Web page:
Darwinists like Dawkins continue to make the mistake cited by Behe and Swift. (In fact, if you read the aforementioned “Natural history and evolutionary principles of gene duplication in fungi” article, you’ll find it gives only anecdotal or circumstantial evidence of evolution by gene duplication, not directly observed evidence, and there certainly aren’t any detailed step-by-step models for how the genes evolved.)

The Dangerous Road Faced by Duplicated Genes
If a duplicated gene cannot successfully traverse its random walk, it may die. As Lynch and Conery found, “the vast majority of gene duplicates are silenced within a few million years.” (Lynch & Conery, “The Evolutionary Fate and Consequence of Duplicate Genes,” Science Vol. 290:1151-1155 (Nov 10, 2000).) Does Richard Dawkins give a step-by-step mutational account of how globin genes evolved from one another while remaining functional at all times, such that the duplicate copies were never “silenced,” terminating their evolution? Of course not. Dawkins has not demonstrated how Darwinian evolution can take a duplicated gene and evolve it into a new gene. The problem for Dawkins is that duplicating a gene may increase your amount of Shannon information, but it does not increase the amount of specified complexity in any non-trivial sense. To explain how one gene can turn into another, Dawkins must explain how new specified and complex information can enter the genome, and give a step-by-step mutational account of the origin of some gene via gene duplication. Dawkins has provided none of this.

To understand this point, consider the following sentence (with spaces removed):


If we merely consider the Shannon information of the 33 letters (not counting spaces) in the sentence, then it has about 155 bits of Shannon Information. Now we duplicate it, like what happens in a gene duplication event:


The amount of Shannon information has now doubled (~310 bits), but we have seen no non-trivial increase in the amount of specified complexity. Still, Dawkins thinks gene duplication is the answer, and that “[i]t is by these, and similar means, that genome sizes can increase in evolution.”

[Update Note: The Shannon information in the doubled-string is twice the Shannon information in the shorter string if the shorter string does nothing to predict the sequence of the doubled-string. By granting this assumption, we are able to increase the Shannon information in the genome, even though this is a trivial informational increase that does not provide a meaningful increase in the specified complexity. The key questions are (a) what process is generating the new sequence, and (b) to what extent does that process predict the new sequence? In this sense, duplicating a gene would predict that the duplicate gene would be an identical copy of the original gene. From this standpoint, gene duplication actually does NOTHING to increase the Shannon information in the genome because you can predict the sequence of the new stretch of the DNA with a Probability of 1 (where Log (1) = 0), leading to an increase in the Shannon information of 0 bits. In this sense, the Shannon information in the doubled-string is not increased at all from the original, shorter string, as it remains 155 bits. Keep in mind that it is Dawkins who raised the issue of increasing Shannon information in the genome via gene duplication. Viewed in this fashion, Dawkins’ claim that gene duplication can increase the Shannon information is even more dubious: if gene duplication predicts that you will have an identical copy of the original gene, then gene duplication not only fails to increase the specified and complex information, it also fails to increase the Shannon information in the genome!]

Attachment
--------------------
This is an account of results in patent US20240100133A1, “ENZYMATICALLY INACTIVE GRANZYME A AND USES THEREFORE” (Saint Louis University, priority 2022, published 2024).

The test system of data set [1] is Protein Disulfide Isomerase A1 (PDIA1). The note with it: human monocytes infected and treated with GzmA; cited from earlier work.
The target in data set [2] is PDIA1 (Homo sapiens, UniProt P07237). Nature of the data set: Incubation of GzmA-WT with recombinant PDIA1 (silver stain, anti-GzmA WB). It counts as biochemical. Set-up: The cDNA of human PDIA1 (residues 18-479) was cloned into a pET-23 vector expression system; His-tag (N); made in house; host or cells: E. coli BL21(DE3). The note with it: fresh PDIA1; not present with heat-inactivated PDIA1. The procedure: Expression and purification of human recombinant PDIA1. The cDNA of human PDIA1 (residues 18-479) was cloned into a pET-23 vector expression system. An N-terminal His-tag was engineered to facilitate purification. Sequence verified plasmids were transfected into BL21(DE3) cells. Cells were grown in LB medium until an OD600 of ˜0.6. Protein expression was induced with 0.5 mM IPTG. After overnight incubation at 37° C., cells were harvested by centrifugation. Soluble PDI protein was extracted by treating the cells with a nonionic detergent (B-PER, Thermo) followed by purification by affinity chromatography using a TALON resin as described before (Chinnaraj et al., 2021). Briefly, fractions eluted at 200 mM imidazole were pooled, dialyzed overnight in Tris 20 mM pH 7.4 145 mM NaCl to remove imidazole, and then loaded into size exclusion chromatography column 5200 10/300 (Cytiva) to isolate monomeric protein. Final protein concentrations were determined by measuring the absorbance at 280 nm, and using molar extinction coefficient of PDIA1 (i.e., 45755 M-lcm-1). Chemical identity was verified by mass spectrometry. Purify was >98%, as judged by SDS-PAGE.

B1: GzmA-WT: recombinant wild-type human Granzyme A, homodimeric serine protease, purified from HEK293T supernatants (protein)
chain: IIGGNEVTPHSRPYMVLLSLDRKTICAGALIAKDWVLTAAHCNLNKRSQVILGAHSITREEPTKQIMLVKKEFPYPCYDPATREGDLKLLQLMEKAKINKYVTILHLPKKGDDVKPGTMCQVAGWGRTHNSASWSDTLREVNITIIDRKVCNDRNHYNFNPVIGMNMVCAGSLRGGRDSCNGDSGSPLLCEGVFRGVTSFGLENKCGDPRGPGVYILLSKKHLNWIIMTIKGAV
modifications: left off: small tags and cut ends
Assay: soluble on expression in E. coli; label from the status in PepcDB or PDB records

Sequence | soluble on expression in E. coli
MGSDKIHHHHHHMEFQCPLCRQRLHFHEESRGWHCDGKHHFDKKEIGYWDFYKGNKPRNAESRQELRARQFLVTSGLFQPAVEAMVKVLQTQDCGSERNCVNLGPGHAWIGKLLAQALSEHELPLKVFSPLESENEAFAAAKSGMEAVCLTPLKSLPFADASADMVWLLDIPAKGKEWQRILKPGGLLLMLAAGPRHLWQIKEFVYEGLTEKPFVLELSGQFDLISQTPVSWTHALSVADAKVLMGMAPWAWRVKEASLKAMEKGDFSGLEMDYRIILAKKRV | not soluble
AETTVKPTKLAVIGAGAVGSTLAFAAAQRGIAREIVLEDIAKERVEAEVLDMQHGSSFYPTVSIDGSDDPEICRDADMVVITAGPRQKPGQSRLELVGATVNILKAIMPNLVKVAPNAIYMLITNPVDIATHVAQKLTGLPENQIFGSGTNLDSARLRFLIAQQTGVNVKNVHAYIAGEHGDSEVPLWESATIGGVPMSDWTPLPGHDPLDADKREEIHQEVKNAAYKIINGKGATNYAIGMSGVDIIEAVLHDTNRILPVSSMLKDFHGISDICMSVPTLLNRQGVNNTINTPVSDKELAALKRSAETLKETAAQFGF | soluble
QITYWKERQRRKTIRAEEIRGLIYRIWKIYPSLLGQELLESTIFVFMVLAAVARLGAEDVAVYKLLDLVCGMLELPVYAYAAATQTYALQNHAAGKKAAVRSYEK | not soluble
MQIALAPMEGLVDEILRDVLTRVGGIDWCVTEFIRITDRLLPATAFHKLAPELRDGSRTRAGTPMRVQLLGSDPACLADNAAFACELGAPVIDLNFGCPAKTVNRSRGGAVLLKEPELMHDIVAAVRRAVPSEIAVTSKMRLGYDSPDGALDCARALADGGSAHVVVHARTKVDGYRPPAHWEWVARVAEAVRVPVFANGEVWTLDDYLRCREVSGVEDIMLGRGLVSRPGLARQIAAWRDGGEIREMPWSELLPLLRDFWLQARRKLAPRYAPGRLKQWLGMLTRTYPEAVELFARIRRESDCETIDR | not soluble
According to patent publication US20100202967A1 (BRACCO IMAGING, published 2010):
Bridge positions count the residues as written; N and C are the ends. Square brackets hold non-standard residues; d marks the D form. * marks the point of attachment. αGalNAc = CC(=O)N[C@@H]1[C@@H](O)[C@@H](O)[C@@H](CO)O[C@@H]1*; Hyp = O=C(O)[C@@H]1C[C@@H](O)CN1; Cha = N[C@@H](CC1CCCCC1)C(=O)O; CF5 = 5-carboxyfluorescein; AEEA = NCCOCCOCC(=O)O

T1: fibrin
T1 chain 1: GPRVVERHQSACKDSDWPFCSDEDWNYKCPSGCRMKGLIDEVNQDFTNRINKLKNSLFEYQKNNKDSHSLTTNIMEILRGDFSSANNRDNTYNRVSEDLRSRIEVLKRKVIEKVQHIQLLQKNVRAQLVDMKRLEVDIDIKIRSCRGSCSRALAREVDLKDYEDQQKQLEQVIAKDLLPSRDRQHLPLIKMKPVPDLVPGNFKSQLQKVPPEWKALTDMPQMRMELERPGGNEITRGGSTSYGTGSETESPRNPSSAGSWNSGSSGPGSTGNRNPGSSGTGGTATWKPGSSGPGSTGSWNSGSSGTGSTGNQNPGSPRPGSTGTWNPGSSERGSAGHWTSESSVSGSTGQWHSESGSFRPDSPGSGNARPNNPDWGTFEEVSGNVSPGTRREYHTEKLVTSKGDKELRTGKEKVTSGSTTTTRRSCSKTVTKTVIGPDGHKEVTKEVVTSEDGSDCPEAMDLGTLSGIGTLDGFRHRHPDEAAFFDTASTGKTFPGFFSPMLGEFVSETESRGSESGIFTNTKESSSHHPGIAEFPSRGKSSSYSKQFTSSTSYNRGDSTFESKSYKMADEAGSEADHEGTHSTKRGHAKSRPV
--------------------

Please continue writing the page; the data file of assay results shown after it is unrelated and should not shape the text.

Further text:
But we aren’t trying to simply change the “genome siz[e],” and thereby change the Shannon information. We’re trying to construct something functionally new. Thus, imagine that one duplicate copy of the original sentence evolves into a new sentence of the same length:


A Darwinian theorist would find that both sentences contain the word “Dawkins,” and thus share a 21% sequence identity. They would then infer that both sentences evolved from that common ancestor via Darwinian evolution. They would conclude that a duplicated version of the sentence “METHINKSDAWKINSDOTHPROTESTTOOMUCH” has evolved into “BUTIMSUREDAWKINSBELIEVESHEISRIGHT”.